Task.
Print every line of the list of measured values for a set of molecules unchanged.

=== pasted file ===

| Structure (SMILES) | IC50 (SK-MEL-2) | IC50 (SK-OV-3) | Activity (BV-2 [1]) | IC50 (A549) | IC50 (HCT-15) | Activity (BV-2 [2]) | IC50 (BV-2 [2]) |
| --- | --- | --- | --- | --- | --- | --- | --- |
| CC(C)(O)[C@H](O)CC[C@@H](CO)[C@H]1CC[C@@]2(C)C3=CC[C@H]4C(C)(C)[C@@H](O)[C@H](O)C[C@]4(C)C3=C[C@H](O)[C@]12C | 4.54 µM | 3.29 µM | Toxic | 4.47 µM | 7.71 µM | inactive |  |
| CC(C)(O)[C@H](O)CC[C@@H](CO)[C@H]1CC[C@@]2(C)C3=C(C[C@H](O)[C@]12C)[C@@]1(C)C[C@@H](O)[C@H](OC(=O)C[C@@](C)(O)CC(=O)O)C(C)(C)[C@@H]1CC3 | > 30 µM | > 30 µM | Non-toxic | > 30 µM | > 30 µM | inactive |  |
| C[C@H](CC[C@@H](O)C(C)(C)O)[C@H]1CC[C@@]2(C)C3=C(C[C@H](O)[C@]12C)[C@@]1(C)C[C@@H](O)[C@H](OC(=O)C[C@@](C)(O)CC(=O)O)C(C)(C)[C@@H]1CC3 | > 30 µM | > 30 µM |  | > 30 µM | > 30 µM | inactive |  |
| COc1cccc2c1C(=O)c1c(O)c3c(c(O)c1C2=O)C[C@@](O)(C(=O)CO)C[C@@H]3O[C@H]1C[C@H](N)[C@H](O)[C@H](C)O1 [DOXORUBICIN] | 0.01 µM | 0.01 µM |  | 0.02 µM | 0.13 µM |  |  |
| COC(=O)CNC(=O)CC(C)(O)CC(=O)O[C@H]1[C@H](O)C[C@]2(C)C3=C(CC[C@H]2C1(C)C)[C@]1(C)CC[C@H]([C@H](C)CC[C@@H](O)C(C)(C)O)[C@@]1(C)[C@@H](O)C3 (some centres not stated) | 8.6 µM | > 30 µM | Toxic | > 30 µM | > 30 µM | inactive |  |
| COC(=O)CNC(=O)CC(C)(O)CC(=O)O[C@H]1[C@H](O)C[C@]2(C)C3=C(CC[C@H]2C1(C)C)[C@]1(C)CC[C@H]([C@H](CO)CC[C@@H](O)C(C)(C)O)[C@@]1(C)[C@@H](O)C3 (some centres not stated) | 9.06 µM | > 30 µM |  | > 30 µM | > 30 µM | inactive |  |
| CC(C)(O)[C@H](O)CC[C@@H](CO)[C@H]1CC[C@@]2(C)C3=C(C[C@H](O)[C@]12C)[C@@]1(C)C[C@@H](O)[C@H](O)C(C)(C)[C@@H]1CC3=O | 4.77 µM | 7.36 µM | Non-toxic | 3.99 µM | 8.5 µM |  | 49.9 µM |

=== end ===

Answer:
| Structure (SMILES) | IC50 (SK-MEL-2) | IC50 (SK-OV-3) | Activity (BV-2 [1]) | IC50 (A549) | IC50 (HCT-15) | Activity (BV-2 [2]) | IC50 (BV-2 [2]) |
| --- | --- | --- | --- | --- | --- | --- | --- |
| CC(C)(O)[C@H](O)CC[C@@H](CO)[C@H]1CC[C@@]2(C)C3=CC[C@H]4C(C)(C)[C@@H](O)[C@H](O)C[C@]4(C)C3=C[C@H](O)[C@]12C | 4.54 µM | 3.29 µM | Toxic | 4.47 µM | 7.71 µM | inactive |  |
| CC(C)(O)[C@H](O)CC[C@@H](CO)[C@H]1CC[C@@]2(C)C3=C(C[C@H](O)[C@]12C)[C@@]1(C)C[C@@H](O)[C@H](OC(=O)C[C@@](C)(O)CC(=O)O)C(C)(C)[C@@H]1CC3 | > 30 µM | > 30 µM | Non-toxic | > 30 µM | > 30 µM | inactive |  |
| C[C@H](CC[C@@H](O)C(C)(C)O)[C@H]1CC[C@@]2(C)C3=C(C[C@H](O)[C@]12C)[C@@]1(C)C[C@@H](O)[C@H](OC(=O)C[C@@](C)(O)CC(=O)O)C(C)(C)[C@@H]1CC3 | > 30 µM | > 30 µM |  | > 30 µM | > 30 µM | inactive |  |
| COc1cccc2c1C(=O)c1c(O)c3c(c(O)c1C2=O)C[C@@](O)(C(=O)CO)C[C@@H]3O[C@H]1C[C@H](N)[C@H](O)[C@H](C)O1 [DOXORUBICIN] | 0.01 µM | 0.01 µM |  | 0.02 µM | 0.13 µM |  |  |
| COC(=O)CNC(=O)CC(C)(O)CC(=O)O[C@H]1[C@H](O)C[C@]2(C)C3=C(CC[C@H]2C1(C)C)[C@]1(C)CC[C@H]([C@H](C)CC[C@@H](O)C(C)(C)O)[C@@]1(C)[C@@H](O)C3 (some centres not stated) | 8.6 µM | > 30 µM | Toxic | > 30 µM | > 30 µM | inactive |  |
| COC(=O)CNC(=O)CC(C)(O)CC(=O)O[C@H]1[C@H](O)C[C@]2(C)C3=C(CC[C@H]2C1(C)C)[C@]1(C)CC[C@H]([C@H](CO)CC[C@@H](O)C(C)(C)O)[C@@]1(C)[C@@H](O)C3 (some centres not stated) | 9.06 µM | > 30 µM |  | > 30 µM | > 30 µM | inactive |  |
| CC(C)(O)[C@H](O)CC[C@@H](CO)[C@H]1CC[C@@]2(C)C3=C(C[C@H](O)[C@]12C)[C@@]1(C)C[C@@H](O)[C@H](O)C(C)(C)[C@@H]1CC3=O | 4.77 µM | 7.36 µM | Non-toxic | 3.99 µM | 8.5 µM |  | 49.9 µM |